What is the difference between a planning permit for a 'use' and a planning permit for 'buildings and works'?

When talking about permit applications, many understand the difference between a planning permit and a building permit. Building permits relate to the method of construction of a building or development where planning permits is a legal document that allows a certain use and / or development on land. Most people are aware they need a planning permit to build or develop but few are aware of the need to get a planning permit to use a building for a specific use if is required within the zone, even if they don’t plan to build or develop. In this article, we will explain what is required in order to obtain a planning permit to use a building for a specific use if it is required within the zone.

In each of the planning zones, all uses are broken down into 3 sections:

Section 1 use – Permit not required

Section 2 use – Permit Required

Section 3 use – Prohibited

Each section lists out all the uses that fall under that specific section with the conditions applied to each specific use. It is important to check these table of uses for each property because a use can be a section 1 use in one particular zone and a section 3 use in another zone; but also each council can have different conditions applied to the same use.

Using a ‘Dwelling’ as an example, it is a Section 1 use under the General Residential Zone within City of Stonnington Planning Scheme but it is a Section 2 use under Industrial Zone 3 within the same planning scheme. This means the use of a building in the general residential zone for a dwelling is a ‘as of right’ use and you do not need council approval to use a building as a dwelling. However in the industrial 3 zone the use of a building for a dwelling requires council approval.  

 

 

The use of a building as a dwelling is not prohibited in Industrial Zone 3 because it is listed as “Any other use not in Section 1 or 3” so a permit is required.

The categories are set this way because councils don’t want industrial land use to be incrementally eroded or creating a situation that will lead to conflicts between owners while keeping the options open and providing them with the flexibility to allow other uses in the future. If the council do decide to approve a permit for the use of a dwelling within an industrial zone, it is likely conditions such as sound proofing measures and soil test requirements are included in the permit.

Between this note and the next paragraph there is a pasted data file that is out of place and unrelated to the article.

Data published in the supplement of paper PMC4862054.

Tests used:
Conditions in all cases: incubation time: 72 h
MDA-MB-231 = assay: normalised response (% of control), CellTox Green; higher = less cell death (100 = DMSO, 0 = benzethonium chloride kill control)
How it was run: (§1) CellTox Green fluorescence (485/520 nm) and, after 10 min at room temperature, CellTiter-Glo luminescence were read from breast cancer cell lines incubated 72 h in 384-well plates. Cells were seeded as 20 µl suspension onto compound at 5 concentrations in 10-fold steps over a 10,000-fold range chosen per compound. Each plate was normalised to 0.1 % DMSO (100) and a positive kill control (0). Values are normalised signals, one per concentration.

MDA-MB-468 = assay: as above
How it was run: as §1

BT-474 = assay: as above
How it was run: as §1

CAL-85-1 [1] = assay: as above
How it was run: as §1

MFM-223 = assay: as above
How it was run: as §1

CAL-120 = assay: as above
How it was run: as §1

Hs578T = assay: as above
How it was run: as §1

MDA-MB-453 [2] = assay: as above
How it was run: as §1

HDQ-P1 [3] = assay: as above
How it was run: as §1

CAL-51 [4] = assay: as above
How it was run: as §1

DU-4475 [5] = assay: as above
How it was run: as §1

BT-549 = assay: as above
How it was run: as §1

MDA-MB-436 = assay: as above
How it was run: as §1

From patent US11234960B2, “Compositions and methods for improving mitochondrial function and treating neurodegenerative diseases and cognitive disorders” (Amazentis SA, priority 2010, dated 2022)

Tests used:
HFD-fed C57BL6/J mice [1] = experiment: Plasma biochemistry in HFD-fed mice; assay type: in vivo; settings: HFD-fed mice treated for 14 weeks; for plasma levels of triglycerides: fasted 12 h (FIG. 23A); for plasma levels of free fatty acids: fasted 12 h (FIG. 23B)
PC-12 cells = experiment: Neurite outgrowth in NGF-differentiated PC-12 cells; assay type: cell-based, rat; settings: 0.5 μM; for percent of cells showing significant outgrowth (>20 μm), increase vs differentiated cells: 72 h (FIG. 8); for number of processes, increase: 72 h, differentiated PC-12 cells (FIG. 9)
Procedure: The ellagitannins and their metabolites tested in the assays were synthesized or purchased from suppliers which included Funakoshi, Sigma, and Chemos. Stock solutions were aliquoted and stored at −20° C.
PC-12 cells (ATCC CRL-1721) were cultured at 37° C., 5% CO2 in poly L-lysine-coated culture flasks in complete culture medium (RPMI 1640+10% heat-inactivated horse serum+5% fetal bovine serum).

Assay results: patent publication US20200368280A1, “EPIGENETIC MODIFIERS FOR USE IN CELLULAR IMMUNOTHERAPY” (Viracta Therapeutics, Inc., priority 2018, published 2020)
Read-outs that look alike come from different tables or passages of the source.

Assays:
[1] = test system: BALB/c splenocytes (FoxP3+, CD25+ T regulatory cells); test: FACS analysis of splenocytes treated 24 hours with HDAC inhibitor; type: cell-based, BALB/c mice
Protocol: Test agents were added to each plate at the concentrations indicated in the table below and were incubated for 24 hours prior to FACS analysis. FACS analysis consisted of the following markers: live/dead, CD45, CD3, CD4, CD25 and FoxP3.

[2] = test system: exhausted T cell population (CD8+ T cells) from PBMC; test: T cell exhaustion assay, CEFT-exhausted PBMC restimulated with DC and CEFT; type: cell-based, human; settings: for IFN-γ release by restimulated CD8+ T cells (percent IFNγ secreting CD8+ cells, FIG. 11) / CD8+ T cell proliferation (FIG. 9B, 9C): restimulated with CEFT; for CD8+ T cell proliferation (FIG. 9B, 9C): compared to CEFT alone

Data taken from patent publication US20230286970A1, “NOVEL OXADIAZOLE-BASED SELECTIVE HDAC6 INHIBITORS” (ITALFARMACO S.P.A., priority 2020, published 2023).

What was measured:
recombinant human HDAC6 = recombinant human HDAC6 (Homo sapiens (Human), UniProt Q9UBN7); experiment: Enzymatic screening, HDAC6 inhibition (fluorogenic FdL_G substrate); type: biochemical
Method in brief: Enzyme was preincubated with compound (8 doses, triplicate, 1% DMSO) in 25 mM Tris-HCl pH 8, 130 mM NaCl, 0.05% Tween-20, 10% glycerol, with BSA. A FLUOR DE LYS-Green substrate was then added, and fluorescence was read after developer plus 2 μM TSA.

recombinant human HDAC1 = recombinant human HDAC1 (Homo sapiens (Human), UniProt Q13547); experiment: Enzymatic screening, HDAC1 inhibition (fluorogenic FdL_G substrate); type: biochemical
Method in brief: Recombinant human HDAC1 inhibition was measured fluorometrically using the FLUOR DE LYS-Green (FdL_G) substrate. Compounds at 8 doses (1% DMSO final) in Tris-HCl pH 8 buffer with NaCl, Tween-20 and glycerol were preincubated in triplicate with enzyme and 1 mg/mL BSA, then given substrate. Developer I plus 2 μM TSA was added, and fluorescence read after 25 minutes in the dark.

When applying for a Change of Use planning permit for medical centres, gymnasiums, childcare centres and other commercial use or industrial use, a number of documents and information are required, a list of commonly required information is:

  • Description of the business
  • Hours of operation
  • Number of staff
  • Car parking assessment
  • Acoustics report

With the help of a professional town planner, most Change of Use permit applications will be approved if it is identified as a Section 2 use within the zone and almost all permits will have conditions attached.

Example 1 - A gymnasium is proposed next to General Residential Zone land.

A gym is likely to be classified as a Section 2 use in most zones with car parking conditions applied. In this example, the gym is also located closely to residential zone. When council is assessing the application, supply of on-site parking and noise level will be the main factors to be considered. With an appropriately prepared traffic management plan and acoustic report, the application is likely to be approved by council with conditions such as an operating time between 6am – 9pm and not more than a certain number of customers at any one time.

Example 2 – A restaurant (other than take away food premises) is proposed within an industrial zone

A restaurant is likely to be classified as a Section 2 use within an industrial zone, unlike a take away food premises, it is expected to customers will be on-site for a long period of time. If the car parking supply on-site is low and is not proposed to be increased as part of the application, the proposed Change of Use permit maybe approved by the council but due to the low car parking supply there may be stringent conditions such as the number of staff or customers permitted on site at any one time being capped.

A common pitfall of many business owners is to sign a lease on a building and not realise their business is a section 2 use and they need a council issued planning permit to use that building for their business. Even if their fitout of the building is exempt from a planning permit it is very likely they will need a planning permit for the use.

Change of Use permits are often combined with Buildings and Works permits. This means you apply to council for a dual approval as part of one planning application. When your permit is issued the title of what the permit allows will include use and buildings and works.  If you require assistance with permit applications, please feel free to contact our team and see how we can help you obtain a permit for your business smoothly.

Kinson has experience in property development feasibilities for the commercial, retail and office sector for multinational corporation CBRE. Kinson has experience negotiating with multiple stakeholders to achieve the best results for his clients. Hi is bi lingual and has well developed customer service skills that make him a huge asset for our clients. Kinson has a bachelor of science in property from the university of Melbourne and at the time of joining our team he was completing his masters of property from RMIT with the aim of obtaining certification as a practising property valuation professional.